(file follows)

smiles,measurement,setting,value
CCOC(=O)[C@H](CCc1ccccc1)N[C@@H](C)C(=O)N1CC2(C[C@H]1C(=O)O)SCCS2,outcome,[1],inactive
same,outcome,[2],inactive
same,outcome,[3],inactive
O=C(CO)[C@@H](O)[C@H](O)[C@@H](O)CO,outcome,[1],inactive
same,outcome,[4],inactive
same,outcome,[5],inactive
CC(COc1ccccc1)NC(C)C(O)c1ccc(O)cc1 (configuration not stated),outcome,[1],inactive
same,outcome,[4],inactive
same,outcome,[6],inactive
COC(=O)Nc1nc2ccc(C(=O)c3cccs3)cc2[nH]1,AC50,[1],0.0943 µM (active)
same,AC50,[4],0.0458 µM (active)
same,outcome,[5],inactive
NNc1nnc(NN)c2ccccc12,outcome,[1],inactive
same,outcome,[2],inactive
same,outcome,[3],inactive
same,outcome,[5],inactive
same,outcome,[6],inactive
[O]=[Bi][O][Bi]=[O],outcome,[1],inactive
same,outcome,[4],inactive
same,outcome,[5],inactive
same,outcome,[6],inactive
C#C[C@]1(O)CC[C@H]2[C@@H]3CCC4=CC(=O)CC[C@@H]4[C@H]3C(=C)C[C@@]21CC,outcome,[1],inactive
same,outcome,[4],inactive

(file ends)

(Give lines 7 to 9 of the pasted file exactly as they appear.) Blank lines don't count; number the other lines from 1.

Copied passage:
same,outcome,[5],inactive
CC(COc1ccccc1)NC(C)C(O)c1ccc(O)cc1 (configuration not stated),outcome,[1],inactive
same,outcome,[4],inactive